FIGURE 1. Roles of auxins and cytokinins in different biotic interactions affecting the root system. The schematized root represents different interactions occurring on root systems from different plant species: ectomycorrhizae, formed mainly on tree roots; arbuscular endomycorrhyzae, occurring in most land plants; symbiotic nodulation in legumes (≪rhizobia≫) or actinorhizal plants (≪Frankia≫); galls formed in roots of some Brassicaceae plants. The effect of symbionts and oomycete pathogens on lateral root development is also depicted. Auxin metabolism and/or response is positively associated to ECM, AM, rhizobia and Frankia symbiotic interactions (either in relation to infections and/or to nodule organogenesis), to the interaction with several root pathogens (acting either positively or negatively on pathogenic susceptibility), and positively associated to root gall formation in response to P. brassicae. Auxins produced by different rhizospheric microorganisms stimulate lateral root formation. Cytokinin metabolism and/or response is associated to rhizobia nodulation, either positively in the cortex or negatively in the epidermis, to the interaction with several root pathogens (acting mostly positively on pathogenic susceptibility), and positively associated to root gall formation in response to P. brassicae. +, indicates a positive effect; -, a negative effect. Dark green: root hairs and epidermis; pale green, cortex; middle green, nodule primordium; blue, endodermis; yellow, pericycle; pink, stele tissues including vascular bundles.
In all symbiotic interactions, the recognition of microorg-anisms and plant roots as symbiotic partners is the first critical step to allow a tight beneficial metabolic association (Bonfante and Requena, 2011; Gough and Cullimore, 2011; Geurts et al., 2012; Singh and Parniske, 2012; Genre et al., 2013; Raudaskoski and Kothe, 2015). In the case of nitrogen fixing symbioses, the formation of a new organ, the root nodule, is additionally essential to generate microaerobic conditions allowing differentiated bacteria to fix atmospheric nitrogen (e.g., production of leghemoglobin proteins that chelate oxygen, preventing inhibition of the bacterial nitrogenase enzyme ensuring nitrogen fixation; Ferguson et al., 2010; Desbrosses and Stougaard, 2011; Oldroyd, 2013) (Figure 1). Exchanges of molecular signals, including on the one hand flavonoids and phytohormones produced by legume plants, and on the other hand Myccorhization Factors or Nodulation Factors (NFs) respectively secreted by AM fungi or rhizobia, are required for the recognition of symbiotic partners. In addition, these signaling pathways participate in decreasing root defense responses, preparing root tissues for infection by the symbiont, and in the case of nitrogen fixing bacteria, initiating root cortical cell divisions leading to nodule organogenesis (Oldroyd et al., 2011; Oldroyd, 2013; Gourion et al., 2015) (Figure 1).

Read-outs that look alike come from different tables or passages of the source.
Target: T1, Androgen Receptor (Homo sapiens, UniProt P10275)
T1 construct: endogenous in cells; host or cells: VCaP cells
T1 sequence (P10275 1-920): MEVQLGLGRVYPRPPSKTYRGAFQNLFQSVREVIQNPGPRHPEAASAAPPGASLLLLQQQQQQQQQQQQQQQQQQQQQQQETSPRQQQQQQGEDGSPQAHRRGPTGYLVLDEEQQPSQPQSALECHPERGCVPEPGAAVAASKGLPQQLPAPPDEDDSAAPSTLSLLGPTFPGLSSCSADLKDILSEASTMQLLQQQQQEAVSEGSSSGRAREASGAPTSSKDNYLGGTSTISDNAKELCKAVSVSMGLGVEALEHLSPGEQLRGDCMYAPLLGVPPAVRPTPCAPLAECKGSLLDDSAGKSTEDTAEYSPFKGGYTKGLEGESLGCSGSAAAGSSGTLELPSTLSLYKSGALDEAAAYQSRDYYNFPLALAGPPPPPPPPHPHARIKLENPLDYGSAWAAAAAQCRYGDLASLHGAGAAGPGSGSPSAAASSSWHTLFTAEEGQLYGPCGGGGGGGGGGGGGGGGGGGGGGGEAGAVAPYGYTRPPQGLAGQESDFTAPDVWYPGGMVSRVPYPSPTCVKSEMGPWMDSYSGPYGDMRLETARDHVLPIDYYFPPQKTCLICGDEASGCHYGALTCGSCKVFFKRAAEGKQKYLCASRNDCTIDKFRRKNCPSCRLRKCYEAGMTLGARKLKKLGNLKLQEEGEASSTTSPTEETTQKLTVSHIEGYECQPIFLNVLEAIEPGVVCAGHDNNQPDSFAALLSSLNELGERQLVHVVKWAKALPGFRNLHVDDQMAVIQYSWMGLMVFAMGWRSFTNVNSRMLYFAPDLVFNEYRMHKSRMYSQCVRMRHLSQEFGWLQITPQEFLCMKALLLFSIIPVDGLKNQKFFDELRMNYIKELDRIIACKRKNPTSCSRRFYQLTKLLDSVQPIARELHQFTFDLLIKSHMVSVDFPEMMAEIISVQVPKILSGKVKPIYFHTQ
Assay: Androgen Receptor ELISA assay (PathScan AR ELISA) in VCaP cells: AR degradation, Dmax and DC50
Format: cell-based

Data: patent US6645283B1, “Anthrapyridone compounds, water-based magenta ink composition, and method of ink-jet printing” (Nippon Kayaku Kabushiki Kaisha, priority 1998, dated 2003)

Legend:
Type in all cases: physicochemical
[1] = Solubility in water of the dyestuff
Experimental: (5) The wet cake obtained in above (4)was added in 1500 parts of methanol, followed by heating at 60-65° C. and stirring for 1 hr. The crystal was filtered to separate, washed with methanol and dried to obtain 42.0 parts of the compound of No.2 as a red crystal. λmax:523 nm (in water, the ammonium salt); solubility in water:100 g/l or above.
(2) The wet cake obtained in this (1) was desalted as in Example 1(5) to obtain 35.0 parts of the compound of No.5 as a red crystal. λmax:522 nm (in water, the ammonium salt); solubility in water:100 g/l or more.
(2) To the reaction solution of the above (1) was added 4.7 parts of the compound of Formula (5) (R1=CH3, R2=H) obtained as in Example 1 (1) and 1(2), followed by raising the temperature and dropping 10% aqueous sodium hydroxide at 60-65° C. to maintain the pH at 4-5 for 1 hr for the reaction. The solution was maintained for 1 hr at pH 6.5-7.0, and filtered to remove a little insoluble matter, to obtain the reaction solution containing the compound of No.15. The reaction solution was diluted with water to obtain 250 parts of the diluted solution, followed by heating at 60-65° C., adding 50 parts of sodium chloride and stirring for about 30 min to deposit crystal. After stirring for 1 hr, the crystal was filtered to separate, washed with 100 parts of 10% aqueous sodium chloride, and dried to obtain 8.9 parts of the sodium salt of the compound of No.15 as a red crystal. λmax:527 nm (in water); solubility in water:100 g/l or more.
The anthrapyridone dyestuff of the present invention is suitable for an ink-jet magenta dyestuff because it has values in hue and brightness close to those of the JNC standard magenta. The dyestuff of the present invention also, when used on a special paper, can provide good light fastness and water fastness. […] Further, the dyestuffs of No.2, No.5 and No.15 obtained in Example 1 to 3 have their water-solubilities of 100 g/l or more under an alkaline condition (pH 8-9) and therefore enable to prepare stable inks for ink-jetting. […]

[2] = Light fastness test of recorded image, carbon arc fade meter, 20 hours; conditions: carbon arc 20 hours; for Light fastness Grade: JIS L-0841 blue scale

Foiling plant defenses is therefore critical for a successful host infection, either for symbiotic partners or pathogens (Robert-Seilaniantz et al., 2011; Pieterse et al., 2012; De Vleesschauwer et al., 2014). To penetrate, colonize and hijack nutrients from host plants, pathogenic bacteria and fungi that infect roots have developed different strategies, including the modification of phytohormonal responses to their advantage. Some pathogens are able to directly synthesize phytohormones affecting plant growth and development, forming new sinks in which nutrients are easily accessible (e.g., Agrobacterium tumefaciens galls, or Plasmodiophora brassicae clubroot galls; Figure 1). Therefore, keeping the control over hormonal pools and signaling pathways is crucial for host plants to both establish beneficial microorganism interactions and prevent pathogenic invasions.